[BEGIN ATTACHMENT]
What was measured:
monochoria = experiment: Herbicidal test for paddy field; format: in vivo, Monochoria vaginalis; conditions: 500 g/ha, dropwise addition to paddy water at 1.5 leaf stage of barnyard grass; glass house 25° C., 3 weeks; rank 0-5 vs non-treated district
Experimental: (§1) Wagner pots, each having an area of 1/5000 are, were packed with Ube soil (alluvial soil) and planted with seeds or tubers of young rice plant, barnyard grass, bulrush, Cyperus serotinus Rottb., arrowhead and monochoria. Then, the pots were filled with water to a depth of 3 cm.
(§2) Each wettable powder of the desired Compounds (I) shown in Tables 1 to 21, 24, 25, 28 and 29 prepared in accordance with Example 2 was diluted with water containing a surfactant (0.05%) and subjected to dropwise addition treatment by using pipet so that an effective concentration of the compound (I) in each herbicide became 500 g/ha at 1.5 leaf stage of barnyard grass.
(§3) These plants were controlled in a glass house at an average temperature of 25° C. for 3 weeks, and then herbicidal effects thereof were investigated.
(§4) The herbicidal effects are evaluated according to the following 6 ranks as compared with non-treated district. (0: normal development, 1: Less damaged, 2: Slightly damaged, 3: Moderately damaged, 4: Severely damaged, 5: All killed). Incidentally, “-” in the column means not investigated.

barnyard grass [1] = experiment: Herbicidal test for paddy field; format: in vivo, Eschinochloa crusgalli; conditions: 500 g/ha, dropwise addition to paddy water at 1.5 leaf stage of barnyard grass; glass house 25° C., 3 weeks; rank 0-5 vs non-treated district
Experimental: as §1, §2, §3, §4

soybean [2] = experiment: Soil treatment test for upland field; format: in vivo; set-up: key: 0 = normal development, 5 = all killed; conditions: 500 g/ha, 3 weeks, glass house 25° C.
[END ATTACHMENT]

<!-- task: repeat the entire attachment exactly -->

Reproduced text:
What was measured:
monochoria = experiment: Herbicidal test for paddy field; format: in vivo, Monochoria vaginalis; conditions: 500 g/ha, dropwise addition to paddy water at 1.5 leaf stage of barnyard grass; glass house 25° C., 3 weeks; rank 0-5 vs non-treated district
Experimental: (§1) Wagner pots, each having an area of 1/5000 are, were packed with Ube soil (alluvial soil) and planted with seeds or tubers of young rice plant, barnyard grass, bulrush, Cyperus serotinus Rottb., arrowhead and monochoria. Then, the pots were filled with water to a depth of 3 cm.
(§2) Each wettable powder of the desired Compounds (I) shown in Tables 1 to 21, 24, 25, 28 and 29 prepared in accordance with Example 2 was diluted with water containing a surfactant (0.05%) and subjected to dropwise addition treatment by using pipet so that an effective concentration of the compound (I) in each herbicide became 500 g/ha at 1.5 leaf stage of barnyard grass.
(§3) These plants were controlled in a glass house at an average temperature of 25° C. for 3 weeks, and then herbicidal effects thereof were investigated.
(§4) The herbicidal effects are evaluated according to the following 6 ranks as compared with non-treated district. (0: normal development, 1: Less damaged, 2: Slightly damaged, 3: Moderately damaged, 4: Severely damaged, 5: All killed). Incidentally, “-” in the column means not investigated.

barnyard grass [1] = experiment: Herbicidal test for paddy field; format: in vivo, Eschinochloa crusgalli; conditions: 500 g/ha, dropwise addition to paddy water at 1.5 leaf stage of barnyard grass; glass house 25° C., 3 weeks; rank 0-5 vs non-treated district
Experimental: as §1, §2, §3, §4

soybean [2] = experiment: Soil treatment test for upland field; format: in vivo; set-up: key: 0 = normal development, 5 = all killed; conditions: 500 g/ha, 3 weeks, glass house 25° C.